- Continue Indian AA Council Gatherings quarterly,
- As possible, rotate the Council Gathering location.

III. How to facilitate:

1. Welcome to the Indian AA Council Gathering of Alcoholics Anonymous. My name is ______________ . I'll be your alcoholic facilitator for the evening.
2. "For those who wish, could we have a moment of silence for those who still suffer, followed by the Serenity Prayer.... God - Grant me the serenity to accept the things I can not change, courage to change the things I can, and wisdom to know the difference." (page 130 of the Twelve and Twelve)
3. "Alcoholics Anonymous is a fellowship of men and women who share their experience, strength, and hope with each other that they may solve their common problem and help others to recover from alcoholism. The only requirement for membership is a desire to stop drinking. There are no dues or fees for A.A. membership; we are self-supporting through our own contributions. A.A. is not allied with any sect, denomination, politics, organization or institution; does not wish to engage in any controversy; neither endorses nor opposes any causes. Our primary purpose is to stay sober and help other alcoholics to achieve sobriety." (Reprinted with permission of the AA Grapevine)
4. I have asked ______________ to read the "Twelve Traditions of Alcoholic Anonymous."
5. "In 1990, a vision came to a Paiute Indian named Earl L. Jr., an alcoholic from Bishop, California. Earl saw the Indian Nations coming together in unity, celebrating sobriety, and embracing their culture. Earl's vision began with a National/International Indian AA convention in which he saw the extended helping hand of AA as being attractive within Indian Country. As envisioned, the General Service Structure of the Fellowship includes Indian AA Councils. The Councils are dynamic and alive. They interact and nourish one another and are empowered by the Spirit of the 12 Steps and 12 Traditions. Earl's vision saw our traditional ways as adding to the warmth and unconditional love of AA's principles. In 1999, on the day Earl passed into the spirit world, he signed a letter to the Native nations honoring their sovereignty and requesting their consensus for the NAIGSO-AA to interact with their people. Now Earl joins us in Council and the vision rests on our shoulders."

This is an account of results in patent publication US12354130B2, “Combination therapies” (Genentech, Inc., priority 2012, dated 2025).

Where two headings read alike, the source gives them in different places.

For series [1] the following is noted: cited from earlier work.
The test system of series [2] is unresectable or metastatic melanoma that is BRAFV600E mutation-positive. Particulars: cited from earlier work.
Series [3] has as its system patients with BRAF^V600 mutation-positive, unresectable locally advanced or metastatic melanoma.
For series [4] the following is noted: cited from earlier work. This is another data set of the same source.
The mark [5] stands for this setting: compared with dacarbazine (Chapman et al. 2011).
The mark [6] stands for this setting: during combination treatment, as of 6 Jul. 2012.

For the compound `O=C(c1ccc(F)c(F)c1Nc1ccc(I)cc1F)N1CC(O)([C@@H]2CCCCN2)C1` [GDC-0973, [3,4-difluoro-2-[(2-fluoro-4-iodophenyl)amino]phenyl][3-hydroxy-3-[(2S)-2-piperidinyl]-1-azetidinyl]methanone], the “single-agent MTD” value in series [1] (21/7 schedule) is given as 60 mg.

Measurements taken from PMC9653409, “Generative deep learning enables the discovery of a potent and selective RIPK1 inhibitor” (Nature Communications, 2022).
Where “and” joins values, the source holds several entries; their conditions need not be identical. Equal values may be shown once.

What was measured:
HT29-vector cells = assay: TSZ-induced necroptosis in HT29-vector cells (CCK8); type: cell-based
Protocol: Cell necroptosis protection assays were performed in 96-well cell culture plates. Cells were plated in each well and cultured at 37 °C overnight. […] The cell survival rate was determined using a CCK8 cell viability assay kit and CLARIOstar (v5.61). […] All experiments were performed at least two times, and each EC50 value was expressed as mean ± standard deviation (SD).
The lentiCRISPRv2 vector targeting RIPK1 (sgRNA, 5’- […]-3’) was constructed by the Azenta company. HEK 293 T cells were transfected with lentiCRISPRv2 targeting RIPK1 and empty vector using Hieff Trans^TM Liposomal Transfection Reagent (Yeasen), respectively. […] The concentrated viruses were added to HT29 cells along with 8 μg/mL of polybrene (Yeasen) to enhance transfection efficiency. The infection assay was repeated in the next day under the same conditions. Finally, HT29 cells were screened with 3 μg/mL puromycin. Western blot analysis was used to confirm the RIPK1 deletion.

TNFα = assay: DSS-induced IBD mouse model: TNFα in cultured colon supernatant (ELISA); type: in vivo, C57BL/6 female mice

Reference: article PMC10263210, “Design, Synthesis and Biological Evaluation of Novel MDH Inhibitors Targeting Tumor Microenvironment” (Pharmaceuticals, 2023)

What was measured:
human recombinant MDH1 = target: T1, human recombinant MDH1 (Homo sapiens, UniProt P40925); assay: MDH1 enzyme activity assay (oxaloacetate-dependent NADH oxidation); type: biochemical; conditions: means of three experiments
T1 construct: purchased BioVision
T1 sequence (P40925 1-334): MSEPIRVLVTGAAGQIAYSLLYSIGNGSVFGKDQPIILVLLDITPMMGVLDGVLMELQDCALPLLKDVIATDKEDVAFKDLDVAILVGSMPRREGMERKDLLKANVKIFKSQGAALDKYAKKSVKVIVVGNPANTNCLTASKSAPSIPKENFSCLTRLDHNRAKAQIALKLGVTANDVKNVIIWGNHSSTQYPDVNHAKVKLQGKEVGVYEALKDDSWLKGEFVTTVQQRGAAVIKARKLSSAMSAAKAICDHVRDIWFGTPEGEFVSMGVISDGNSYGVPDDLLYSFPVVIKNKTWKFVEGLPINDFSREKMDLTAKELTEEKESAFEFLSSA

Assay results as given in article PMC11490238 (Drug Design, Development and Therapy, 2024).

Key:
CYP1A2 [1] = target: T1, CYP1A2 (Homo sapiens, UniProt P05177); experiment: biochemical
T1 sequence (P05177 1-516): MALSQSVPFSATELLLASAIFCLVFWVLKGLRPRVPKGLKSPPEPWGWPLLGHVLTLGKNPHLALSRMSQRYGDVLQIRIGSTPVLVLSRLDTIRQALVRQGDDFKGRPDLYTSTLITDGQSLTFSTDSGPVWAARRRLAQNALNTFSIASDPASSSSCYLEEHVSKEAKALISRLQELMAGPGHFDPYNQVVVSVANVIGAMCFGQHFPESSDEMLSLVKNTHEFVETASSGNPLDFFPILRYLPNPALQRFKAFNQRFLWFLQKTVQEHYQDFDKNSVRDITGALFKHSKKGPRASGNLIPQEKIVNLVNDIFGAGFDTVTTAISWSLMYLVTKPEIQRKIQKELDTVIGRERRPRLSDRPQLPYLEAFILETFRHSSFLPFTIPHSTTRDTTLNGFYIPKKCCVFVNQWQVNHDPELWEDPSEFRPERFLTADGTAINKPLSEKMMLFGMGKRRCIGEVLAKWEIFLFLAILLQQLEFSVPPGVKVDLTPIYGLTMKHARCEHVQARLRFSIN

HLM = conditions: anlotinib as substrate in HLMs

6. "At this time, we'll go around the circle and introduce ourselves.... My name is _________________ and I am an alcoholic. My home group is _________________"
7. Start an attendance sheet around the circle.
8. Facilitate discussion of any Council business. At a convenient time after all have arrived and before anyone leaves, pass the 7th tradition. At the end of the meeting summarize the assigned actions of business and indicate time/date/location and "host" of the next Indian AA Council Gathering.
9. I have asked __________________ to read the "Indian Prayer."
10. Turn the meeting over to the host for the closing remarks and prayer.
11. Close the meeting in the usual manner.

Councils file revised Sept. 2004, Mar. 2005